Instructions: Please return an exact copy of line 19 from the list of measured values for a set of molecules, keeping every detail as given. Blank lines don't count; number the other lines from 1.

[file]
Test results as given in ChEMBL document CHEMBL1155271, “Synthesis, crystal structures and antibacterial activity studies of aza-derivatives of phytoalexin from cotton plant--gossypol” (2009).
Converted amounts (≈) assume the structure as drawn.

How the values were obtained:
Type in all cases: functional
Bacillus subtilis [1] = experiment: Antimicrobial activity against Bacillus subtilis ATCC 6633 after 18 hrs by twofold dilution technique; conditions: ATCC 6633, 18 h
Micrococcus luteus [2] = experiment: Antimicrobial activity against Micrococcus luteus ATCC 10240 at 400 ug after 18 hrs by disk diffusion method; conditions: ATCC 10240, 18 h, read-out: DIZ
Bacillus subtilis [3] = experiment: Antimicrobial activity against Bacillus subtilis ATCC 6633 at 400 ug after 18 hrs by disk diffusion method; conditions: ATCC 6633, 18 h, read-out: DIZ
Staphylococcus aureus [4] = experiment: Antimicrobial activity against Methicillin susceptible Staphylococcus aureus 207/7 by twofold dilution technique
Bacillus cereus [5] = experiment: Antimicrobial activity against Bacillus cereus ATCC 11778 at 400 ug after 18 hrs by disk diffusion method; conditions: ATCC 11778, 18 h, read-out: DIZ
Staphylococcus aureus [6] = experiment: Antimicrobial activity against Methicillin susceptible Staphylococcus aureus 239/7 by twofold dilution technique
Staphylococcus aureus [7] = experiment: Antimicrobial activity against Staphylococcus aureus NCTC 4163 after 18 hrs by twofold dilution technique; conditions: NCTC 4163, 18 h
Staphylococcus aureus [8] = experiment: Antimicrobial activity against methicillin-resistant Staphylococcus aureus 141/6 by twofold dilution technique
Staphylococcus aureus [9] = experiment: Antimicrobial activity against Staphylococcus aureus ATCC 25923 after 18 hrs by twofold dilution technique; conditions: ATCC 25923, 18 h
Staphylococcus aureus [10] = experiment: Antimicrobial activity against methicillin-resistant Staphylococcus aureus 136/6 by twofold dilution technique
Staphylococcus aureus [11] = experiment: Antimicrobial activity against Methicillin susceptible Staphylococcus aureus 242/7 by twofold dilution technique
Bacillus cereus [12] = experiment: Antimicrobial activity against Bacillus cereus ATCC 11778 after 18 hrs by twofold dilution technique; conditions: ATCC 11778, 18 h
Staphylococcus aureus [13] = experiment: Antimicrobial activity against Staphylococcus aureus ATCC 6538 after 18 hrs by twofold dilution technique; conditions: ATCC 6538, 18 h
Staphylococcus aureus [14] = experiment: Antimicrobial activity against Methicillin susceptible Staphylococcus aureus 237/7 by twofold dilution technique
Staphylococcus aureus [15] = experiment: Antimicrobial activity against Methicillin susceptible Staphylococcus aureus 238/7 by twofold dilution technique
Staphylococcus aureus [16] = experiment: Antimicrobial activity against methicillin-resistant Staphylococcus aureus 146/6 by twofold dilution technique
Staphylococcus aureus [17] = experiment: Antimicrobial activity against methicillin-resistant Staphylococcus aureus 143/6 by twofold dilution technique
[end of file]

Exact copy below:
Staphylococcus aureus [15] = experiment: Antimicrobial activity against Methicillin susceptible Staphylococcus aureus 238/7 by twofold dilution technique